Investor confidence in global economic growth remains high even as expectations of higher short-term rates increase, according to the BofA Merrill Lynch Fund Manager Survey for April.

The number of investors believing the global economy will grow over the next 12 months was steady at a bullish 62%, unchanged from March and higher than the 56% in February. That view supports expectations for profits—44% of investors believe profits will improve over the next 12 months, up from 40% in March and the same as in February.

However, expectations of higher short-term rates are growing, with 66% believing short rates will rise over the next 12 months, up from 55% in both March and February and the highest in three years.

This expectation of normalizing monetary policies, though, hasn’t changed sentiment on long-term rates much—72% believe they’ll be higher in 12 months, down slightly from 74% in March and 73% in February. Taken together, expectations for a steeper yield curve are falling away. Twenty-two percent of investors are expecting a steepening compared with 39% in March and 42% in February.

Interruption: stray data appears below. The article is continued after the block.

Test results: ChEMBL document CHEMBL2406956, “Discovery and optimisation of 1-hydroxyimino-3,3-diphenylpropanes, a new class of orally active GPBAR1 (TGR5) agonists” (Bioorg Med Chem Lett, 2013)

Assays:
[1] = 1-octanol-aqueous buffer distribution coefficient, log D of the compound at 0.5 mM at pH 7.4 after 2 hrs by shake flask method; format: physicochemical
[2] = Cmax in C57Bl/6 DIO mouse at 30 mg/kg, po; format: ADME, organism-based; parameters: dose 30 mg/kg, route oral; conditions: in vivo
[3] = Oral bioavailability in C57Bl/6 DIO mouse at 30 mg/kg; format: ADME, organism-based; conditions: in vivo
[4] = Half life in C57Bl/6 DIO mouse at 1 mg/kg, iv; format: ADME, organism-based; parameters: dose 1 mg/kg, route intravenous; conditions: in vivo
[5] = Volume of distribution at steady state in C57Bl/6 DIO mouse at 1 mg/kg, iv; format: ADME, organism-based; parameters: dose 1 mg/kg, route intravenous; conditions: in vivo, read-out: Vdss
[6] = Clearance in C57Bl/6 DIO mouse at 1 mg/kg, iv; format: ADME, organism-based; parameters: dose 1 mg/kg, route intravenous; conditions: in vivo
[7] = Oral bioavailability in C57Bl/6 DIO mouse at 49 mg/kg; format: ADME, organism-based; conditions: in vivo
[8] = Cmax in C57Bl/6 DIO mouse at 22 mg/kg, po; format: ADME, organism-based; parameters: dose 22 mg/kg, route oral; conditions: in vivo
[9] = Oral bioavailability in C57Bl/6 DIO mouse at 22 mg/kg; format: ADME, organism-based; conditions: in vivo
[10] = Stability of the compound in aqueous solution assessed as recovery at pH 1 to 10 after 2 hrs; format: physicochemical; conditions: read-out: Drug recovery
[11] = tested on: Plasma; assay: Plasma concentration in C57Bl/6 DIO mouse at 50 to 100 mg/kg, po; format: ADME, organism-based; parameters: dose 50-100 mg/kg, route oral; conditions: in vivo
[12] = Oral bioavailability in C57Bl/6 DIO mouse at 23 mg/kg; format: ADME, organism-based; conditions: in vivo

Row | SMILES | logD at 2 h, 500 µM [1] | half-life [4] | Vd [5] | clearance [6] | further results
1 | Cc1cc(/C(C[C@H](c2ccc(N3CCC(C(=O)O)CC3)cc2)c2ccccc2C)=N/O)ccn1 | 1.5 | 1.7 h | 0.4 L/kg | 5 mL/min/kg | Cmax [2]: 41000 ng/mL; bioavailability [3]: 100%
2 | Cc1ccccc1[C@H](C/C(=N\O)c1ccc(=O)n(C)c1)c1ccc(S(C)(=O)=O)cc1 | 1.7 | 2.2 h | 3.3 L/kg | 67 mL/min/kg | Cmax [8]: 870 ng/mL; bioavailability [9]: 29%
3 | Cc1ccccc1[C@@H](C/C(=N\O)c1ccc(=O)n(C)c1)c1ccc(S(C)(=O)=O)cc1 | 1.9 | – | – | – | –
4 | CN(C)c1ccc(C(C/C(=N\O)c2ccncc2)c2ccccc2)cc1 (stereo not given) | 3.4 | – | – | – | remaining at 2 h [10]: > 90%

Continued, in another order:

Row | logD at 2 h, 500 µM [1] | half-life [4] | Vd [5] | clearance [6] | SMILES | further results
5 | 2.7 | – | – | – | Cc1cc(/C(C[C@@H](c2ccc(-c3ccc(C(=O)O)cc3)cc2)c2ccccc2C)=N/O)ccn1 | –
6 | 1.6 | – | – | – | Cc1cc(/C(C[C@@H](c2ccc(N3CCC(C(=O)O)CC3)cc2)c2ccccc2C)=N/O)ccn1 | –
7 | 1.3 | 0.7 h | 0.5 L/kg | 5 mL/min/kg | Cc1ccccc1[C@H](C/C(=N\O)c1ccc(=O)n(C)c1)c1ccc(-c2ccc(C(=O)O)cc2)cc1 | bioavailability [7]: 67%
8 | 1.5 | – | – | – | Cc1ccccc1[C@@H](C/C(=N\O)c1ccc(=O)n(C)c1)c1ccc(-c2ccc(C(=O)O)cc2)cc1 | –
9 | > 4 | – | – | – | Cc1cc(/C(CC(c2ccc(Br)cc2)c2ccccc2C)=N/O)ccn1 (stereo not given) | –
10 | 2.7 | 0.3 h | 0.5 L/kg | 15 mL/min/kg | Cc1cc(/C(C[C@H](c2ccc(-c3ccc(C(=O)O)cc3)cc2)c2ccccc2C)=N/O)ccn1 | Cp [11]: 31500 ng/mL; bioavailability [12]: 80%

There was a big change in sentiment among investors when choosing between value and growth stocks. In April, 40% believed value stocks will outperform growth stocks over the next 12 months, more than triple the level in March and an all-time high.

The preference for value might offer one clue to the recent sell-off in technology and biotech stocks. “Recent market volatility has led investors to ‘taper’ their extreme bullishness on U.S. growth-plays and extreme bearishness on emerging markets,” said Michael Hartnett, chief investment strategist at BofA Merrill Lynch Global Research.

Sixty-six percent of global fund managers believe the United States is still the most overvalued equity market, little changed from March and February. That has many looking again at emerging markets. Fifty-five percent think these are undervalued, up from 49% in March and the highest reading ever. In addition, only 2% would like to underweight emerging markets, down sharply from 21%.

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